By PETER JAMES SPIELMANN
UNITED NATIONS — The United Nations said Wednesday it has received assurances from the U.S. government that U.N. communications networks “are not and will not be monitored” by American intelligence agencies.
But chief U.N. spokesman Martin Nesirky would not comment on whether the world body had been monitored in the past, as reported recently by the German magazine Der Spiegel.
Nesirky said the United Nations had been in contact with Washington about the reports that surfaced two months ago and has received a U.S. guarantee of no current or future eavesdropping.
“Back in August when these reports first surfaced, we said we would be in touch with the relevant authorities,” he said. “And I can tell you that we were indeed in touch with the U.S. authorities. I understand that the U.S. authorities have given assurance that the United Nations communications are not, and will not be monitored.”
He would not elaborate on whether spying had taken place and declined to answer related questions.
For emphasis, Nesirky then held up a piece of paper that said: “No comment.”
A U.S. official told The Associated Press that “The United States is not conducting electronic surveillance targeting the United Nations headquarters in New York.” The official, who was not authorized to be named, spoke on condition of anonymity.
It was not clear from the remarks by Nesirky and the U.S. official whether foreign U.N. missions in New York could be monitored by U.S. intelligence agencies.
On Tuesday, the U.S. National Security Council spokesperson, Caitlin Hayden, commenting on a variety of reports including whether the United States had monitored allied foreign leaders including German Chancellor Angela Merkel, declined to comment on specific cases.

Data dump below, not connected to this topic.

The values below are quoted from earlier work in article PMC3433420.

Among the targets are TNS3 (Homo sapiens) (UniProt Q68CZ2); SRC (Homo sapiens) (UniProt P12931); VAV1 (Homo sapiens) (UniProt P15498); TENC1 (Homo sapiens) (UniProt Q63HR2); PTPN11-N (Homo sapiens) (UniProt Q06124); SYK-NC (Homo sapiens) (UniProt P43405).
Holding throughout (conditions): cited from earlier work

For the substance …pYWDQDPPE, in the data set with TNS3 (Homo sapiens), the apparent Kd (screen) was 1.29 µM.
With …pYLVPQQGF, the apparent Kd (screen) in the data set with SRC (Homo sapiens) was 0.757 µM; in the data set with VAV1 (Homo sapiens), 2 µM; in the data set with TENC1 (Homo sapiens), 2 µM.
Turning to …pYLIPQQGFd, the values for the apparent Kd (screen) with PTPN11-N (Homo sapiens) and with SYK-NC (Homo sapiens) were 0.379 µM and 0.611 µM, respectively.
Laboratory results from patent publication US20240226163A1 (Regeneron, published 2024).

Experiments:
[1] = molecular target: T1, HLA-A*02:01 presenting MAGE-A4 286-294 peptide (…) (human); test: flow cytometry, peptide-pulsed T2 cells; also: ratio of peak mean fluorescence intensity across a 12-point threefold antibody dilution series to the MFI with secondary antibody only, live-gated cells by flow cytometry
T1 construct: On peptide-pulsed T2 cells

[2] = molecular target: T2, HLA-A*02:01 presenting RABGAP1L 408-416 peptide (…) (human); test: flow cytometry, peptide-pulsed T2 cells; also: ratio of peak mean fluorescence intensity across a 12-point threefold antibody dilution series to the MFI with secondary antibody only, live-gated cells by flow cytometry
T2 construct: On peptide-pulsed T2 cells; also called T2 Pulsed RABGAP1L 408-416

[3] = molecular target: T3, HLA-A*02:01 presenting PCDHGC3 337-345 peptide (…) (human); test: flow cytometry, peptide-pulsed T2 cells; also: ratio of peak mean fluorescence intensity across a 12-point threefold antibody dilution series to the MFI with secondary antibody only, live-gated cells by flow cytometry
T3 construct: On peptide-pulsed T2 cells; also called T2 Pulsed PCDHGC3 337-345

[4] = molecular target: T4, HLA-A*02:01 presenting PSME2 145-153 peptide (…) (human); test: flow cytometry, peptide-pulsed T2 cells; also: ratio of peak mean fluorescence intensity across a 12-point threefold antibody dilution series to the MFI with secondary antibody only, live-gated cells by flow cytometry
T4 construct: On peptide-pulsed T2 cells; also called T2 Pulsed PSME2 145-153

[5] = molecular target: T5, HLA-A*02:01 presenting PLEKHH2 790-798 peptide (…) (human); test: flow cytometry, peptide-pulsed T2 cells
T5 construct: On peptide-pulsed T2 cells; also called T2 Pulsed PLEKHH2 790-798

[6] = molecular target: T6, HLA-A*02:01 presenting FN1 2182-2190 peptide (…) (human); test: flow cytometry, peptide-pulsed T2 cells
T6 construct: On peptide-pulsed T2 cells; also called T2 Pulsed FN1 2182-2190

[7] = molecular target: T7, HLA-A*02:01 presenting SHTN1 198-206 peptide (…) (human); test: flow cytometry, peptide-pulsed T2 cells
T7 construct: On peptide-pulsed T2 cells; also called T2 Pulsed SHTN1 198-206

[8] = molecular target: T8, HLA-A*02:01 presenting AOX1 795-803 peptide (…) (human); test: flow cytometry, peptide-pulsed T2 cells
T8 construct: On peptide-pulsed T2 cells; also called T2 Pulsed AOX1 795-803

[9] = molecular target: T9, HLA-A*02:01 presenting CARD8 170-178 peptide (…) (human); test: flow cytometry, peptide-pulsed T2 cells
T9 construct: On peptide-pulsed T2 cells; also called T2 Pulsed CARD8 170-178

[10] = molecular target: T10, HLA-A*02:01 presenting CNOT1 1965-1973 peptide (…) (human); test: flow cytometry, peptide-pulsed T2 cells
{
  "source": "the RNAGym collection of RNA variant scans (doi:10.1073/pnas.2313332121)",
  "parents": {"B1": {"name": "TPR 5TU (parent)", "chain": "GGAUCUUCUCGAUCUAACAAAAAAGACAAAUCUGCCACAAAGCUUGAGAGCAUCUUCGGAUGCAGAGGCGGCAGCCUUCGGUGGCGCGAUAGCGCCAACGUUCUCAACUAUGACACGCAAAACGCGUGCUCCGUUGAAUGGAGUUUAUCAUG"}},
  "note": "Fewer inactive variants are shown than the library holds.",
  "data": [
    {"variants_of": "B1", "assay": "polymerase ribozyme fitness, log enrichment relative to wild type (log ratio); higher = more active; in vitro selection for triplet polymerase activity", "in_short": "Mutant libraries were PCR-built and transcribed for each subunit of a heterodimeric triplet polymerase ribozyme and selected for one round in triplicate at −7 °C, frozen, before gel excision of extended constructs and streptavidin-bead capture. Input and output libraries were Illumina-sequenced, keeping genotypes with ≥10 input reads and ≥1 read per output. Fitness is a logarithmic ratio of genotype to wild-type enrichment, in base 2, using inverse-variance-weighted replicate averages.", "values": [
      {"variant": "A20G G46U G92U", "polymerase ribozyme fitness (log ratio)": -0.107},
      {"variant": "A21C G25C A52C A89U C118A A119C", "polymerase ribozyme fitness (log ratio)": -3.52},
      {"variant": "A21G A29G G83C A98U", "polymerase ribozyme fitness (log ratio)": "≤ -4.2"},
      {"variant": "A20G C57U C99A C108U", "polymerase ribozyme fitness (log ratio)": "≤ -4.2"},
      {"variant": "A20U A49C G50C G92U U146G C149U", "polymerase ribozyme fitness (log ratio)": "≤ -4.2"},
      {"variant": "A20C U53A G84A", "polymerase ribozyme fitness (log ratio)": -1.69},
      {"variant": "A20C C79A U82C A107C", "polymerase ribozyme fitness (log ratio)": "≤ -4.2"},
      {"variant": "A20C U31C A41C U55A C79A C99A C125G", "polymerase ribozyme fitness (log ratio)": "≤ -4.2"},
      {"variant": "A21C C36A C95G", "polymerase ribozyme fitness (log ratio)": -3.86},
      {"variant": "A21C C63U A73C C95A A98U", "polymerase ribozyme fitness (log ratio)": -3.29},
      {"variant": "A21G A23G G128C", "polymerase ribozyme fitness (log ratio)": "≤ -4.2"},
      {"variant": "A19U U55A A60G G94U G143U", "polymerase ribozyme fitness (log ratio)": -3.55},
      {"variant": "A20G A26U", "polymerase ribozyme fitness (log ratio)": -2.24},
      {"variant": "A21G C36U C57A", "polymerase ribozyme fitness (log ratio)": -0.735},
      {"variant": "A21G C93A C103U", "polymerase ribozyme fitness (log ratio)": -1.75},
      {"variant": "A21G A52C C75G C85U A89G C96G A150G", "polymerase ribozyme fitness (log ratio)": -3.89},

“We are undertaking a review of our activities around the world, with a special emphasis on: examining whether we have the appropriate posture when it comes to heads of state; how we coordinate with our closest allies and partners; and what further guiding principles or constraints might be appropriate for our efforts.”
Der Spiegel reported in August that documents it obtained from U.S. leaker Edward Snowden show the National Security Agency secretly monitored the U.N.’s internal video conferencing system by decrypting it last year.
Der Spiegel quoted an NSA document as saying that within three weeks, the number of decoded communications had increased from 12 to 458. Der Spiegel also reported that the NSA installed bugs in the European Union’s office building in Washington and infiltrated the EU’s computer network.
The United Nations lodged objections. U.N. spokesman Farhan Haq said in August that international treaties protect U.N. offices and all diplomatic missions from interference, spying and eavesdropping.
“The inviolability of diplomatic missions, including the United Nations, has been well-established in international law, and therefore all states are expected to act accordingly,” Nesirky said Wednesday.
The 1961 Vienna Convention regulates diplomatic issues and status among nations and international organizations. Among other things, it says a host country cannot search diplomatic premises or seize its documents or property. It also says the host government must permit and protect free communication between the diplomats of the mission and their home country.
However, wiretapping and eavesdropping have been used for decades, most dramatically between the United States and the Soviet Union during the Cold War.